Here, Old Spice Man addresses (very kindly) a common Millennial situation:
Today, I want to begin taking a look at some takeaways. There are many, and I’d encourage you to add your own to the comments if you have some ideas. But either way, come back later this week for more!
Last summer, I thoroughly noted Jimmy Fallon’s Millennial mastery. A show like Glee, a musical like Wicked, and even Horton Hears a Who can point us to wisdom in reaching our audience best. (The fact that we reach a very narrow window of the overall population should drive us to know our audience well!)
In the case of last week’s Old Spice campaign, we can learn some things from the videos themselves and others from the process. Much of it has to do with reaching Millennials specifically, but there are other pointers that are just good to remember for reaching anybody. Consider this an exercise in excellence and a chance to evaluate our ministries!
Fundamental to the success of the Two Days of Old Spice was the idea that people “out there” could interact with the campaign. And it didn’t much matter if your Tweet got answered by the Old Spice Man, because you recognized that somebody’s was, that the audience actually had a say in what was taking place. As Matt McComas noted yesterday in the comments, “It was a two-way dialogue. The video’s played off of the hilarious questions people were asking. 100 times more engaging than a broad 1-sided marketing campaign.”
(For a more detailed look at Interactivity & Millennials, see the comparable Jimmy Fallon post.)
There are lots of ways to build participation into ministry, of course, especially via…
Of course, another hub of the entire event was the use of social media – most notably YouTube, Twitter, and Facebook. And they didn’t just aim to “present” nor to “promote” via social media. The advertisers aimed – strategically – for proliferation, recognizing that their success hinged on message multiplication, not just messaging.
One more note: While we still may not be noticing Twitter catching the attention of most of our students, it’s good to remember that if they’re on Twitter, they’re probably a “connector” type of student.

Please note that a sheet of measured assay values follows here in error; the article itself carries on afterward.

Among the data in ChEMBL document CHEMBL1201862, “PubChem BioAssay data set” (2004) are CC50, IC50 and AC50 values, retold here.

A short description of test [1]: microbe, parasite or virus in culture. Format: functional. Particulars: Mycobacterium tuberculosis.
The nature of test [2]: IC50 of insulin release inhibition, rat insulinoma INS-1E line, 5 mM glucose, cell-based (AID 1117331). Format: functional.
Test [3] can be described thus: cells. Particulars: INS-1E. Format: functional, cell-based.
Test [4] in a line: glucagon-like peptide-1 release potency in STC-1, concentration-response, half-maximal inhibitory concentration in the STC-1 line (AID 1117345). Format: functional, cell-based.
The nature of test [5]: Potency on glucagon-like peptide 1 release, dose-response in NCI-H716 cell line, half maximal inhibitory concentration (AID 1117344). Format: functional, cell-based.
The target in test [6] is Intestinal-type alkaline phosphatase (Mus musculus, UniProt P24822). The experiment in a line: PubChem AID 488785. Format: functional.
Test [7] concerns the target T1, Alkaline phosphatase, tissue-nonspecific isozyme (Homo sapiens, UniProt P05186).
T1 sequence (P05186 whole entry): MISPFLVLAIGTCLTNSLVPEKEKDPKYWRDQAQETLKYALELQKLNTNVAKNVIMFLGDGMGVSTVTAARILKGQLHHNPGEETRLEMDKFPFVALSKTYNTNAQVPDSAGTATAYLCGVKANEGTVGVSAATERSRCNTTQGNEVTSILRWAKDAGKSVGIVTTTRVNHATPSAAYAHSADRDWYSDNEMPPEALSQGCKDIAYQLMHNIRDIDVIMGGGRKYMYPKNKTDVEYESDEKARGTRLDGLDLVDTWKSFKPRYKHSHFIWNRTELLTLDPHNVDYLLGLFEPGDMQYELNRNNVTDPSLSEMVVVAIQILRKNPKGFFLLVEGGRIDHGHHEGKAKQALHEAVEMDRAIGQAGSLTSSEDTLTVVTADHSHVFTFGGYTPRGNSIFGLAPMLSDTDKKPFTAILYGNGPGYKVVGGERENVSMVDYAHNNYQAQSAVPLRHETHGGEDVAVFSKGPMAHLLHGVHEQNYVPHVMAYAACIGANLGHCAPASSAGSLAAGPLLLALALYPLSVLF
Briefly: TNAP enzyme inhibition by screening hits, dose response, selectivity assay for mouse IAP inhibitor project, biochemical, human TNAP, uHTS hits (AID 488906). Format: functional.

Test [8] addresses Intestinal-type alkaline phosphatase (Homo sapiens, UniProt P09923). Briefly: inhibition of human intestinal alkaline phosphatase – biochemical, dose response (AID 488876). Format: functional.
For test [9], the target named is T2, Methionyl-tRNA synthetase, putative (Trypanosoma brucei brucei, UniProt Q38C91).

(See more about using tech to reach Generation Y at this post.)
purpose, purpose, purpose
Moving (temporarily) from the Millennial world to basics of solid ministry, one notable thing about last week’s campaign is that the message wasn’t lost. Did every single clip highlight Old Spice? Nope. But if you stuck around for any time at all, there was no chance you’d miss the message. The product is regularly shown, discussed, and hyped throughout these spots; even though it’s comedic, they accomplished a lot for their brand in those days.
On the other hand, if a college ministry gets an idea this entertaining, how long does it take for us to lose the plot? Nothing is useful unless it actually accomplishes purposes, but too often we stick with what we (and our students) LIKE, whether or not it’s fulfilling what it once did.
listening to the audience… but listening smart
Many of the articles that describe those Two Days remind us that the advertisers were strategic in their selections. Old Spice spent those days watching all kinds of social media – and balancing interactivity (discussed above) with strategy. If they had answered the fans who yelled the loudest or the fans who they knew the best or even the ideas that popped up the most, they might not have fulfilled their purposes as well.
While I know there are college ministers that pay too little attention to the wants of their students, there are also college ministers who let students desires steer the ship too much. One requirement of a shepherd is that he not be a sheep, right?
More to come. Your ideas?